RS: "Crazy" is my attempt at synthetic country. I always call Tommy a big ol' hick because he likes people like The Bottle Rockets and Asleep at the Wheel and especially Mike Nesmith. He doesn't think it's any kind of country, but he likes it a lot. Anyways, he got the number four track spot, which is usually reserved for the "hit," so we'll see.

JW: I don't forsee any one big hit on this one, no "Swinging London" or "No Way of Knowing."

RS: [rising up from bed] Thank God! Nothing annoys me more than someone playing one song over and over when there's an entire album before him. [lies back down]

JW: Tommy, I notice, is the only other male on the album. Can we stop for a second to talk about how you chose your personelle?

RS: Sure. Originally, I just wrote this big, huge list of all the people I could think of. I started really locally, and was grabbing at straws trying to think of people, putting down my brother and sister and things like that. Then I remembered that Julia and I talked about doing a song or two a while back, so I thought I'd do it now... and then I went nuts with the mail and got Julie and then Lenny. I wanted new people, so that's why I got Tommy and Lori, too. I used Lori Berkemeyer again because I thought it was fitting. But I wasn't too concerned with rousting up the old 'nikcuS gang once I got enough folks.

JW: So let's go to Julie Scott, from Wisconsin. How do you know her?

RS: We met on the Twin Peaks newsgroup back in 1994 and have been writing almost every day ever since, which I guess means we've been writing for about three years. We ended up sending each other things, and she sent me a tape which included one of her vocal performances. I thought she had a great, great voice, so I wanted her to do this for sure. She was the first one I wrote a song for, and I wasn't sure if she'd like a fast or slow song, so I did both. It's funny, Julie said she was once in a relationship like the one described in "Perfection." Where everything's so hunky-dorky that it's boring and makes you sick.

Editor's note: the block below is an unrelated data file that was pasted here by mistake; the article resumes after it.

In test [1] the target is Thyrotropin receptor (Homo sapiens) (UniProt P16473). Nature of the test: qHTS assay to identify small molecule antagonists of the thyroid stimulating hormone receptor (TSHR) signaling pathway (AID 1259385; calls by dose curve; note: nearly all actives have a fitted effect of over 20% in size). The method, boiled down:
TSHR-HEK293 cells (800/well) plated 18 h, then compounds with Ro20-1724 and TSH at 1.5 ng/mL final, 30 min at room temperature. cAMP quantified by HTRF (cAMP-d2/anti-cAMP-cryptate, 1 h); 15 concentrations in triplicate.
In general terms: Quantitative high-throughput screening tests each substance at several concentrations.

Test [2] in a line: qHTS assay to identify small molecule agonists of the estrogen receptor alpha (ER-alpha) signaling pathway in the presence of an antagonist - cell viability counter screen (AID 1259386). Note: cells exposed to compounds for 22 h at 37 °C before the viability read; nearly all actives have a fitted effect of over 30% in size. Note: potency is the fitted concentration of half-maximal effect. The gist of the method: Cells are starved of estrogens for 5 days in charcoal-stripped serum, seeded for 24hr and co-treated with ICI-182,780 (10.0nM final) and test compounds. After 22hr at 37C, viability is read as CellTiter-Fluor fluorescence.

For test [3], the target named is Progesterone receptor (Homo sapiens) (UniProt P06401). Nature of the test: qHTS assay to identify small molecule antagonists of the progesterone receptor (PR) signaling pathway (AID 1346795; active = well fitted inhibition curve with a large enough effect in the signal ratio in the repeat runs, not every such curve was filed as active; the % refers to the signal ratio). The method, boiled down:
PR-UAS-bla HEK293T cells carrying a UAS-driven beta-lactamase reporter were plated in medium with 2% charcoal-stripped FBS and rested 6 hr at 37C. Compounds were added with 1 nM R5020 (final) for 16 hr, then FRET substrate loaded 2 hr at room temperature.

JW: There's a insane looseness about the song I really like, where you're not sure if it's supposed to be funny or not, then you feel for sure that it's not, but you'll probably laugh anyway.

RS: Thank you?

JW: "Missing You."

RS: The second song I did. I wrote Julia when I first thought of the Mnemonics, and she said she'd love to do it, but I haven't heard from her since I made the song, so I haven't even mailed it to her yet, and I hope she'll still be able to, because I'm really looking forward to her song. She's got an almost perfect female voice as far as I'm concerned. Perfect in this type anyway. I have two of her albums, so I was familiar enough with her to write what I thought she would sound good singing. That's why I can't wait to see if I actually did it right.

JW: Any autobiography in this song?

RS: Probably. I'm a minor insomniac, but it's mainly because I just sleep late. It's not like I don't sleep at all. The character in this song "stayed awake too long and slept right through the morning." I like the lyrics to this song. I actually do puns and things.

JW: Well, you've got a cover on the album...

RS: Yep, I like to have at least one cover. It was odd when I just had original stuff. So, I did "Take Me In Your Hand" by the Rheostatics, my first real attempt at one of their songs, if you don't count my horrible version of "Dead Is the Drunkest You Can Get" from Covers By Casio. I'm rather pleased with it.

JW: And Lori sings it.